Fermentation Bucket

Let’s get back to the items in the beginner brewing kit and discuss the fermentation bucket.

Fermentation Bucket

The white bucket that’s highlighted with the red rectangle is the fermentation bucket. Once you are done boiling your wort in your brew pot, it gets poured into this bucket for the fermentation process….hence the name.

These buckets are made of food grade plastic, which means it’s plastic that has nothing in it like dyes that are harmful to people. A beginning brewer should keep in mind that if he or she uses the bucket to store things like chemicals or other nasty things that are harmful to people, then the bucket is no longer food grade. So, to be safe, only use your fermentation bucket to ferment beer, and not to mix oil-based paint.

Buckets you get in a kit can hold at least 6 gallons of liquid, so you will have plenty of room to brew a 5 gallon batch of beer.

It comes with a cover that seals tight on top with a hole to insert an airlock (That’s the funny squiggly plastic thing on top of the bucket with the red cap in the picture). The airlock is an important piece of the fermentation bucket, since it allows carbon dioxide to escape but keeps the outside air out.

If you didn’t have an airlock, then you would run the risk of air getting into the fermenting beer through the little hole in the cover…which can bring in wild, weird yeast into the mix and result in off flavors.

If you didn’t have an airlock and the cover didn’t have a hole in it, all the carbon dioxide the yeast produce during fermentation would build up and you would have…yeah…a beer bomb. BOOM!

There are a few different styles of airlocks, which will be discussed in a later post.

There are other types of fermentation vessels, but for the beginner the bucket works just fine.

Here are some other articles for homebrewing beginners:

Comments

  1. Gentlemen, I just stumbled across your blog in my perusing of the web for homebrew info, and I must say I’m intrigued. I’ve been homebrewing for about 9 months and am on my fifth batch (a Scottish ale), and like John, I’m ready to take it to the next level with a burner and a wort chiller. Just wanted you to know that you have another follower of your blog. Keep up the articles, especially stuff about partial mash and all-grain brews (haven’t gotten the courage up to try that yet).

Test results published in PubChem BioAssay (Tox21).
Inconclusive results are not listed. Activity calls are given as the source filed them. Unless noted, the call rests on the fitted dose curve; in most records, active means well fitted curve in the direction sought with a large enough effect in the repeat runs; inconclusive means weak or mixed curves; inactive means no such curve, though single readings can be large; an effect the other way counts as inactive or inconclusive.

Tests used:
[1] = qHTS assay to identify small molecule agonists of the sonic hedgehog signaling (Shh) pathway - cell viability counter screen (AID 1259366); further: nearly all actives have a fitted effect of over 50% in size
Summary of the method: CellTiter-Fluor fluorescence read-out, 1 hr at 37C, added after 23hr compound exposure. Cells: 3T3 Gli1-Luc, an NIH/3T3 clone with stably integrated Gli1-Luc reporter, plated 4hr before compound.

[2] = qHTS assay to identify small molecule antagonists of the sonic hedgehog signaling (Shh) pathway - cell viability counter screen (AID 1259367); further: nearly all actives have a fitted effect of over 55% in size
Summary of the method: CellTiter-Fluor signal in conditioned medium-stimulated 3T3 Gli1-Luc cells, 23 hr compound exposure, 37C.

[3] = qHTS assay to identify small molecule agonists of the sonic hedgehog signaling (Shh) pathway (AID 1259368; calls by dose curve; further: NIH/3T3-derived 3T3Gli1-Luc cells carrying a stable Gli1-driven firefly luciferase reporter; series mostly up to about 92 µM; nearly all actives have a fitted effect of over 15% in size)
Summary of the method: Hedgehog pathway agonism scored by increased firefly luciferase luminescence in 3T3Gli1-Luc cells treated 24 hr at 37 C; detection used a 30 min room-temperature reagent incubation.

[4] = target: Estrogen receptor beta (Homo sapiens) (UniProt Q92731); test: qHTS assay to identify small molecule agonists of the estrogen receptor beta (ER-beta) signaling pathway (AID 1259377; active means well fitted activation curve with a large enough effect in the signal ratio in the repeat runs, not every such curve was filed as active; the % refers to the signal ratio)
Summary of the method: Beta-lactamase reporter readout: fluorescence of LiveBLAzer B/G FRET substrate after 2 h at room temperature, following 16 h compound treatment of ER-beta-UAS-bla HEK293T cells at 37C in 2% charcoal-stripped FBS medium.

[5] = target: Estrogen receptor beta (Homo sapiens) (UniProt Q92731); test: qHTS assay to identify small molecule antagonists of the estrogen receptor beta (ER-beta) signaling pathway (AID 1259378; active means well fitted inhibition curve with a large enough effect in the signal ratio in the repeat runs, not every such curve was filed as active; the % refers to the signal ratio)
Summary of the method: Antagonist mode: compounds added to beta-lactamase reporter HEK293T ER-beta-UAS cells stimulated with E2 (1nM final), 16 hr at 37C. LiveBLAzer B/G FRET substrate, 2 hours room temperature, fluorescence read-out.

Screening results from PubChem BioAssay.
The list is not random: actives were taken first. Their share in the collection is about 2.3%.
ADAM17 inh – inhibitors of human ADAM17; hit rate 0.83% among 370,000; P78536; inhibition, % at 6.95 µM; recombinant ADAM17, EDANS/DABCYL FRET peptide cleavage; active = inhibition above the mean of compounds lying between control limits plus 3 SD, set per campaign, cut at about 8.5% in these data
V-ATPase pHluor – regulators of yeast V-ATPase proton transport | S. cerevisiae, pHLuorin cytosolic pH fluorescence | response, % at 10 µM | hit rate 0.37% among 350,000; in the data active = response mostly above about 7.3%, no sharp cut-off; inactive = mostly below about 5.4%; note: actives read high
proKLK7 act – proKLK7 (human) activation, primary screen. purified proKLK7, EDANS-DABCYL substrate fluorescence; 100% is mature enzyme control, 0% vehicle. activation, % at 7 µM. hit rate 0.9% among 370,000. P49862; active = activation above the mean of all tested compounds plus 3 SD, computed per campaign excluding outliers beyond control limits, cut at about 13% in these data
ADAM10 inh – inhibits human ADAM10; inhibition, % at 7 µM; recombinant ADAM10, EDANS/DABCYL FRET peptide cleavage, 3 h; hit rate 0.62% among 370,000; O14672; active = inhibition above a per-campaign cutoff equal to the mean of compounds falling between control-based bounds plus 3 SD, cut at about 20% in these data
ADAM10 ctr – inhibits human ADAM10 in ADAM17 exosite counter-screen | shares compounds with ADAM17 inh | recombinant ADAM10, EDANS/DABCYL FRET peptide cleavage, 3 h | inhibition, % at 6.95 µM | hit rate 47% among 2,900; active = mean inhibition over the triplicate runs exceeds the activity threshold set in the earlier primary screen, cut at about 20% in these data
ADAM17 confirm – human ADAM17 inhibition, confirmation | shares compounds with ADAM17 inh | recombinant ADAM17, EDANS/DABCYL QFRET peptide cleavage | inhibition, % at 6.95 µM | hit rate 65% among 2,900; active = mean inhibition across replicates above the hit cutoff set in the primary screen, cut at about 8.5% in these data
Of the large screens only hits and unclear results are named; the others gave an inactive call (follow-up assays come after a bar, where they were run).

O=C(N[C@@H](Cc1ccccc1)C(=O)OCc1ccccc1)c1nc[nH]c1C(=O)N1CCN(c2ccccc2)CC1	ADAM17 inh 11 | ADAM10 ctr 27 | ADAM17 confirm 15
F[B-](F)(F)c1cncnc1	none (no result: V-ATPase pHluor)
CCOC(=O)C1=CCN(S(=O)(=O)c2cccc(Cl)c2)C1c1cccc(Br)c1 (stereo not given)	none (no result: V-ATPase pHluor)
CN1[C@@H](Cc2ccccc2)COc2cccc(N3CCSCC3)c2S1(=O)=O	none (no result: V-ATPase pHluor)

2. Stay tuned, I’ll be getting my brew log up soon with my last two brews (one being a 60/- scottisch ale).
    We’ll have to get into a partial mash soon too. Maybe I’ll do one to show my cheap way of doing it.
    Thanks for the viewership! Keep the feedback coming and any questions we can help you with.

  3. Bryan,

    Thanks for the note. I will post details of my ‘experiments’ into all grain brewing when I take the plunge. Succeed or fail, it will be fun to share what happened.

    John

  4. Alright, I have been reading it straight through in chron. order and you got me here. I gotta know more about the beer bomb. Has either of the Brew Dudes witnessed The Beer Bomb? Is that the ultimate brewer’s practical joke — leave their fellow a brew bomb without their knowledge?

    Yikes.

  5. I have not witnessed a fermentation bucket beer bomb…nor have I witnessed exploding bottles due to excessive fermentation/carbon dioxide production, which is a something that can happen and can be dangerous.

    I have created a soda bottle “bomb” using water and a dry ice pellet in my youth, but that’s for another blog.

    For the record, Brew Dudes aren’t here to make bombs. We’re here to make beer.

  6. Gentlemen, I just stumbled across your blog in my perusing of the web for homebrew info, and I must say I’m intrigued. I’ve been homebrewing for about 9 months and am on my fifth batch (a Scottish ale), and like John, I’m ready to take it to the next level with a burner and a wort chiller. Just wanted you to know that you have another follower of your blog. Keep up the articles, especially stuff about partial mash and all-grain brews (haven’t gotten the courage up to try that yet).

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